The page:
Stan whines about GUI vs. CLI¶
There’s a bit of a consensus dichotomy between Graphical User Interface programs and Command Line Interface programs that doesn’t seem to me like it has a good reason to exist. Usually, GUI programs allow less sophisticated manipulation of the program, while CLI implies sophistication overload.
However, this is not the fundamental difference between the two. Nor is presence of mouse controls, nor even the presence of graphics - the term TUI exists for a good reason, and I would guess it is way closer to GUI than CLI not in the name only.
What really made GUI take off is the guiding hand it offers in telling you what the possibilities of the program are in the first place, without the need to explicitly say much.
Consider a graphical program launcher, a Start menu if you, like me, come from a Windows background, but I am aware there are many equivalents that work just like it. There’s a list of programs. They may come in folders, but that’s not really important, one could do something similar with shells. This program is here, and this one, and this one, and maybe you need to scroll a bit to see them all, but one is given just enough information to launch every single one of them.
On the other hand, the equivalent usable on the shell is naming the program. If you’re a shell guru, you probably can figure out what is installed by echo-ing $PATH and doing a bunch of ls-es. Except, that implies you know echo and ls are installed, and shell behaves normally and uses $PATH, etc.. If you come with little knowledge, CLI is as unfriendly as possible without being actively hostile.
It is relatively likely that your terminal does something about unfound programs, actually, and asks you if you didn’t mean something similar. The problem is that this work isn’t done yet. Programs have options that can behave in various ways. Even assuming you didn’t stumble upon one of the exceptional programs that does arguments in a completely different way than everyone else - for instance, tar and 7z use unescaped command words that would typically indicate a file - if you are not aware of the standards in the first place, they don’t help.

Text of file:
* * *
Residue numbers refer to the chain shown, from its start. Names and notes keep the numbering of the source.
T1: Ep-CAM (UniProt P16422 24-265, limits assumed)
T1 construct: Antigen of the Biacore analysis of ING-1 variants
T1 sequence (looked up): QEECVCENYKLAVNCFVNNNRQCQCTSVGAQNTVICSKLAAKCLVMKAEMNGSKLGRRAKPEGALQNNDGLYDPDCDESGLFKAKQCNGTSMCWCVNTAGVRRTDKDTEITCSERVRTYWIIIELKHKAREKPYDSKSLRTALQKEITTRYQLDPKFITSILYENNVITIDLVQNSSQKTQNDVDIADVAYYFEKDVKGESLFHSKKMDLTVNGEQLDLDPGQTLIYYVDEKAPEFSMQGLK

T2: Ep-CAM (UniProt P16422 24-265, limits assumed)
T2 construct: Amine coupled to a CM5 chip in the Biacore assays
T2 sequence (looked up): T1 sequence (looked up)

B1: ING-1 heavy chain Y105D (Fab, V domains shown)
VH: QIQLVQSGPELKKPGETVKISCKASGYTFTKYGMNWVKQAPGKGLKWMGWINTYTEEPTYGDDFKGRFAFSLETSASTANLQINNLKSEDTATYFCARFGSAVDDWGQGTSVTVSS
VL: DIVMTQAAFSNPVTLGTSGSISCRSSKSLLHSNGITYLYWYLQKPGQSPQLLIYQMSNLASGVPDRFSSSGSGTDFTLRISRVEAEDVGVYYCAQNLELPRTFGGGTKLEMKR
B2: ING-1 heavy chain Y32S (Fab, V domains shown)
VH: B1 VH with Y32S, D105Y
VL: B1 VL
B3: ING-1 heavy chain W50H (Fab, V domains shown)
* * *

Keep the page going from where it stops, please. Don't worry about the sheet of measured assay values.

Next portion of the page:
Meanwhile, the graphical 7-zip shows you a set of buttons. Of course, you can suppose that some button is hidden until you spin the mouse cursor in a special way, but you can similarly imagine a CLI program which wants its arguments in as Caesar-encoded Roman numerals.
There are several things that the GUI programs typically cannot do. To stick with 7-zip example, it offers less complex control over compression options when compared to its CLI sibling. But does it have to? No! Someone just decided that everyone interested will be capable of using the CLI version, which is plain untrue.
Of course, CLI is perfect for certain purposes, such as writing shell scripts. This doesn’t mean we can get everyone on the command line train. For regular invocation of programs, it’s an insanely cranky tool, and should never be an only option.